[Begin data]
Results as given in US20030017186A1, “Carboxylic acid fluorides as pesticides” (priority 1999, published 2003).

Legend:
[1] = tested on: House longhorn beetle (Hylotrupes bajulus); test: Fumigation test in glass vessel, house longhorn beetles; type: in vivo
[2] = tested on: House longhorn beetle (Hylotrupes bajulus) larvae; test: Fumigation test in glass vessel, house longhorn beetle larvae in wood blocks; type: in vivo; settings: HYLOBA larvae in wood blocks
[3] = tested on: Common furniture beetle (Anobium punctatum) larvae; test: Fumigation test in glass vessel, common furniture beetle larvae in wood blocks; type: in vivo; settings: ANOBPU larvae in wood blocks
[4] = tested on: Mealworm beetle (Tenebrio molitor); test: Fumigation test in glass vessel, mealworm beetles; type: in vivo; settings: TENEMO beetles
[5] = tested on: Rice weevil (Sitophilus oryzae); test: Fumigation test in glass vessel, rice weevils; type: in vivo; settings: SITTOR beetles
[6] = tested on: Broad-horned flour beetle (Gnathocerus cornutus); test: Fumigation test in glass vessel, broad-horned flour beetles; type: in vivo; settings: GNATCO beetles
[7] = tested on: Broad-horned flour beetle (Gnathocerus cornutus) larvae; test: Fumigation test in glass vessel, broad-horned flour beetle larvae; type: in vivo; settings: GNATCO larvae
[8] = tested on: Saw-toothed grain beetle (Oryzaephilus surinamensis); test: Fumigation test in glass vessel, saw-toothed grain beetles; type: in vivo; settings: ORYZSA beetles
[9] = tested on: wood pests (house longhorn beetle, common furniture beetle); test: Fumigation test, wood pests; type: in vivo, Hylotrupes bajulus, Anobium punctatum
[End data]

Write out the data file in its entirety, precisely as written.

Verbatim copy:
Results as given in US20030017186A1, “Carboxylic acid fluorides as pesticides” (priority 1999, published 2003).

Legend:
[1] = tested on: House longhorn beetle (Hylotrupes bajulus); test: Fumigation test in glass vessel, house longhorn beetles; type: in vivo
[2] = tested on: House longhorn beetle (Hylotrupes bajulus) larvae; test: Fumigation test in glass vessel, house longhorn beetle larvae in wood blocks; type: in vivo; settings: HYLOBA larvae in wood blocks
[3] = tested on: Common furniture beetle (Anobium punctatum) larvae; test: Fumigation test in glass vessel, common furniture beetle larvae in wood blocks; type: in vivo; settings: ANOBPU larvae in wood blocks
[4] = tested on: Mealworm beetle (Tenebrio molitor); test: Fumigation test in glass vessel, mealworm beetles; type: in vivo; settings: TENEMO beetles
[5] = tested on: Rice weevil (Sitophilus oryzae); test: Fumigation test in glass vessel, rice weevils; type: in vivo; settings: SITTOR beetles
[6] = tested on: Broad-horned flour beetle (Gnathocerus cornutus); test: Fumigation test in glass vessel, broad-horned flour beetles; type: in vivo; settings: GNATCO beetles
[7] = tested on: Broad-horned flour beetle (Gnathocerus cornutus) larvae; test: Fumigation test in glass vessel, broad-horned flour beetle larvae; type: in vivo; settings: GNATCO larvae
[8] = tested on: Saw-toothed grain beetle (Oryzaephilus surinamensis); test: Fumigation test in glass vessel, saw-toothed grain beetles; type: in vivo; settings: ORYZSA beetles
[9] = tested on: wood pests (house longhorn beetle, common furniture beetle); test: Fumigation test, wood pests; type: in vivo, Hylotrupes bajulus, Anobium punctatum